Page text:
The ethics and aesthetics of being a Duke student



By Write(H)ers participant Elena Botella, T'13

When I was at a Professor’s house, a fellow student was talking to his young (maybe 5-year-old?) daughter, and told her that she was very cute.  “You can’t call me cute,” the girl said, “but you can call me smart.”

For centuries (or millennia) women have been held to a high standard of personal grooming and appearance, and yet, when women attempt to conform to this standard, they are often considered frivolous.  It is almost certainly the case that female Duke students spend more time and money on their clothing and grooming than do male Duke students, and no matter how educated or progressive a circle of women, it is likely that they will establish goodwill amongst one another through complimenting each other shoes.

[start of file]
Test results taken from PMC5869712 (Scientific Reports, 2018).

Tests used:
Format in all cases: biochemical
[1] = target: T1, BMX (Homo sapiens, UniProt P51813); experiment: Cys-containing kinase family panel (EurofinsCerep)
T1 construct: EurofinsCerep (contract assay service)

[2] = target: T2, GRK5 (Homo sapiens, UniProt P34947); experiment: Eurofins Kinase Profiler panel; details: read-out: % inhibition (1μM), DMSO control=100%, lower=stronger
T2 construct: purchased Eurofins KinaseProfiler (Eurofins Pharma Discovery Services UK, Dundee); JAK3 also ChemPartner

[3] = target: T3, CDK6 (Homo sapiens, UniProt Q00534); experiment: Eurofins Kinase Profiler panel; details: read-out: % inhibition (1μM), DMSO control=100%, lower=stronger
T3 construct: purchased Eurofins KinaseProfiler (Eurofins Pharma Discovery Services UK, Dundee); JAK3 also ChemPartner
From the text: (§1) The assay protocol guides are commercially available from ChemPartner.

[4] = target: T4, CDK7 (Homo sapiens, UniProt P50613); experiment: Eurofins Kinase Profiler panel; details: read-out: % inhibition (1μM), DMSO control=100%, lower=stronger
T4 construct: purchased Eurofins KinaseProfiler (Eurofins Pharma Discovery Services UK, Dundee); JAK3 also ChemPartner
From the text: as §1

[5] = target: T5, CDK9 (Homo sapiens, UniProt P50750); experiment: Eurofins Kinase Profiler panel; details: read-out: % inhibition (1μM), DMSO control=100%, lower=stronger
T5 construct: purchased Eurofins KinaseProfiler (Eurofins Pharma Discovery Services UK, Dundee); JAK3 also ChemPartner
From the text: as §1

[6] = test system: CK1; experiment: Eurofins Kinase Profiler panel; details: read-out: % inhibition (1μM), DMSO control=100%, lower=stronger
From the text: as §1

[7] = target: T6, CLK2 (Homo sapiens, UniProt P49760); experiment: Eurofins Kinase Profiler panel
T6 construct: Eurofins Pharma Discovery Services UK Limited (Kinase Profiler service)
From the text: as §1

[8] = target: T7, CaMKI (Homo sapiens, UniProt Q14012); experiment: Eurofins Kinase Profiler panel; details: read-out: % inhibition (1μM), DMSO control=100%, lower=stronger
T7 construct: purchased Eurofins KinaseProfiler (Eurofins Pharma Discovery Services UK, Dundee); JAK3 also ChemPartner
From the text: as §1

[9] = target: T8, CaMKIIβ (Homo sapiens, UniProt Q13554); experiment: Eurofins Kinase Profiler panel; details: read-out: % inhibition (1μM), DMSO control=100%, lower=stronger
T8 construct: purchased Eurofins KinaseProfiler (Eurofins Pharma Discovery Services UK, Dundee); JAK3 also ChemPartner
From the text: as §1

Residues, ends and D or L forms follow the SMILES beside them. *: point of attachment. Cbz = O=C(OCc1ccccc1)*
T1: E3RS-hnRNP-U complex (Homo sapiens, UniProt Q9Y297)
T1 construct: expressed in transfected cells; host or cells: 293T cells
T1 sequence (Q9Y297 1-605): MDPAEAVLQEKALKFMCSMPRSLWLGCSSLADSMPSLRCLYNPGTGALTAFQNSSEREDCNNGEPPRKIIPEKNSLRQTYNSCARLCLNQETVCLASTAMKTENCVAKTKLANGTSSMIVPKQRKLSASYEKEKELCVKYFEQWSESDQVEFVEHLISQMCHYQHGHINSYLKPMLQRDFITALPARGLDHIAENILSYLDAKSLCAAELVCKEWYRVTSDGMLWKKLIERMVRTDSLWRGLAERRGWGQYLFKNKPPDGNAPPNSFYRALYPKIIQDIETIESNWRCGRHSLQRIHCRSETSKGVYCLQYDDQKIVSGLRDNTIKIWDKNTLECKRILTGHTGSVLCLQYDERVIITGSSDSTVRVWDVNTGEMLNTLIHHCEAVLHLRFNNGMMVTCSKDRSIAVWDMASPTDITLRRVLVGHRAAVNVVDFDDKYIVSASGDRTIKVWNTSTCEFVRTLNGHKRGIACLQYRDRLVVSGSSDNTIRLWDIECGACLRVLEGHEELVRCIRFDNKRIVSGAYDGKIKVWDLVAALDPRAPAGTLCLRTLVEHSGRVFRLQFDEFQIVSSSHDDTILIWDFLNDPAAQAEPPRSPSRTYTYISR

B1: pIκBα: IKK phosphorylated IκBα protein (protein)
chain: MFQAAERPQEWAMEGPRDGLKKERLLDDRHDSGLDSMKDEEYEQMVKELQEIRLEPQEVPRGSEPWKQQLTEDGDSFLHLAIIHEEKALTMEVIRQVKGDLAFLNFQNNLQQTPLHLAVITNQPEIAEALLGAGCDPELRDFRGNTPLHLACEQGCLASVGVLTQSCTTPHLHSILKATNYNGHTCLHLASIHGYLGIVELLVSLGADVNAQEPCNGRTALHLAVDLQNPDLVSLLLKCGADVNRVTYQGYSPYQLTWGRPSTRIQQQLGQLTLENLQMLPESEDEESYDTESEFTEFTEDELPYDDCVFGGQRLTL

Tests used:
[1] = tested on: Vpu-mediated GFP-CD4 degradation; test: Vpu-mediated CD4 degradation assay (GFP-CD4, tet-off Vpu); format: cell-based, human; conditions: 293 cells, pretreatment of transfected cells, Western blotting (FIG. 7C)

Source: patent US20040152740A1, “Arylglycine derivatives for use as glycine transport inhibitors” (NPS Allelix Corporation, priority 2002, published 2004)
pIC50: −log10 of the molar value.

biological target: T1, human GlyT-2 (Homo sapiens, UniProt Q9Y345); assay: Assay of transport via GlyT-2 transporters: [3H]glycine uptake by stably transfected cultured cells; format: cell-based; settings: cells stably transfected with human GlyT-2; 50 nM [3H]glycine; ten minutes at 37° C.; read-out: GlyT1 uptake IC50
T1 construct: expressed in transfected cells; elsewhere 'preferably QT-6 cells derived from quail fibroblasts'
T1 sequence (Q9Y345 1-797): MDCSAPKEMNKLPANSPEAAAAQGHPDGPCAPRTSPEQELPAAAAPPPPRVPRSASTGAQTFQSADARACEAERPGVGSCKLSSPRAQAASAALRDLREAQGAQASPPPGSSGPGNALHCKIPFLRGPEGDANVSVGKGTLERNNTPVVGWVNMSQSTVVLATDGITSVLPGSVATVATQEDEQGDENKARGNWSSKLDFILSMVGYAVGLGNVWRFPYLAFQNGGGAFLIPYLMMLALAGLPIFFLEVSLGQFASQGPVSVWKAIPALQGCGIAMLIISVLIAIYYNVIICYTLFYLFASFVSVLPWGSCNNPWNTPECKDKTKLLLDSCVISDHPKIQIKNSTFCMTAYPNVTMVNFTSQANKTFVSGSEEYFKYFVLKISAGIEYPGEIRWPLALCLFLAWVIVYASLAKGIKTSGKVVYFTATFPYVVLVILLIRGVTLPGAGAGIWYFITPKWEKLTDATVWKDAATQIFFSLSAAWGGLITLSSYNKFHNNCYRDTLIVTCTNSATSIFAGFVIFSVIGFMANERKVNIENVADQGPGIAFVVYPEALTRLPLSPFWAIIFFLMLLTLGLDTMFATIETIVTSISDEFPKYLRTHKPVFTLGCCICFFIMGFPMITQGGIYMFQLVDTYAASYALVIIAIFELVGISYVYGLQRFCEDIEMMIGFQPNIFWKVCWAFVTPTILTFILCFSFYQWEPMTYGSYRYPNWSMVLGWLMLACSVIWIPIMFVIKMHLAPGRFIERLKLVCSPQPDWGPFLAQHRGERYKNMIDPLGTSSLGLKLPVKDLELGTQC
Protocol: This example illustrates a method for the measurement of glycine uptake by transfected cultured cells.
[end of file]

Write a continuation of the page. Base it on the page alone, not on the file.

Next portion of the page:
It seems to me that this is a conflict facing all women, but women at a place like Duke in particular: can we fully occupy the world of ideas when weighed by contemplation of our material self?  One recalls the story that Albert Einstein could not be bothered to wear socks. At times I am convinced that my decision, and the decision of other women, to dedicate an outsize amount of attention (relative to men) on appearance represents a huge amount of deadweight loss for society – put simply, we have more important things to think about. And yet, research suggests that women wearing makeup are perceived to be more intelligent and competent.    

More optimistically, aesthetics and ethics may be a part of the same coin.  At best, the traditionally “feminine” domains of furniture and fashion might make the world a more beautiful place, appealing to a set of interests less arbitrary than commercialism and less superficial than class anxiety: interests like creativity, harmony, and perhaps with a mind to how our neurology interacts to color, shape, or particular images.

I am torn – and I feel guilty.